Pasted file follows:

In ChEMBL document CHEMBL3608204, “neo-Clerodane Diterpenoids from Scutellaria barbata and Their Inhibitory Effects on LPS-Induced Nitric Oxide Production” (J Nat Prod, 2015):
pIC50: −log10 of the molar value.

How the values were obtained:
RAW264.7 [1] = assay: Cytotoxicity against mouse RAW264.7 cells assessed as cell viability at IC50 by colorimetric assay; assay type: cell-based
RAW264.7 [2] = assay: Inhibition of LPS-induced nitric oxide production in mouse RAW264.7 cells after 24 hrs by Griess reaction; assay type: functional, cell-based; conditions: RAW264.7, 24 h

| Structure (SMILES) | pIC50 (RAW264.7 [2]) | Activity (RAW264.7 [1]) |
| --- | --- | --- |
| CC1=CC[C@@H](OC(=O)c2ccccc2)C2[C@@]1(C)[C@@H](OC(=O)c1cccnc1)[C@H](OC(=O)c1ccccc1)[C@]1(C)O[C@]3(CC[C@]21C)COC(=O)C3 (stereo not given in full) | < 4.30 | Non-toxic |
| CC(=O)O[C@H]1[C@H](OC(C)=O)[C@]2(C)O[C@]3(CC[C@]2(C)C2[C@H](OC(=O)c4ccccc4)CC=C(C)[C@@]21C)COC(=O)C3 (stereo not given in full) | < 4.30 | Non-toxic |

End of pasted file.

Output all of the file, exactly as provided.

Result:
In ChEMBL document CHEMBL3608204, “neo-Clerodane Diterpenoids from Scutellaria barbata and Their Inhibitory Effects on LPS-Induced Nitric Oxide Production” (J Nat Prod, 2015):
pIC50: −log10 of the molar value.

How the values were obtained:
RAW264.7 [1] = assay: Cytotoxicity against mouse RAW264.7 cells assessed as cell viability at IC50 by colorimetric assay; assay type: cell-based
RAW264.7 [2] = assay: Inhibition of LPS-induced nitric oxide production in mouse RAW264.7 cells after 24 hrs by Griess reaction; assay type: functional, cell-based; conditions: RAW264.7, 24 h

| Structure (SMILES) | pIC50 (RAW264.7 [2]) | Activity (RAW264.7 [1]) |
| --- | --- | --- |
| CC1=CC[C@@H](OC(=O)c2ccccc2)C2[C@@]1(C)[C@@H](OC(=O)c1cccnc1)[C@H](OC(=O)c1ccccc1)[C@]1(C)O[C@]3(CC[C@]21C)COC(=O)C3 (stereo not given in full) | < 4.30 | Non-toxic |
| CC(=O)O[C@H]1[C@H](OC(C)=O)[C@]2(C)O[C@]3(CC[C@]2(C)C2[C@H](OC(=O)c4ccccc4)CC=C(C)[C@@]21C)COC(=O)C3 (stereo not given in full) | < 4.30 | Non-toxic |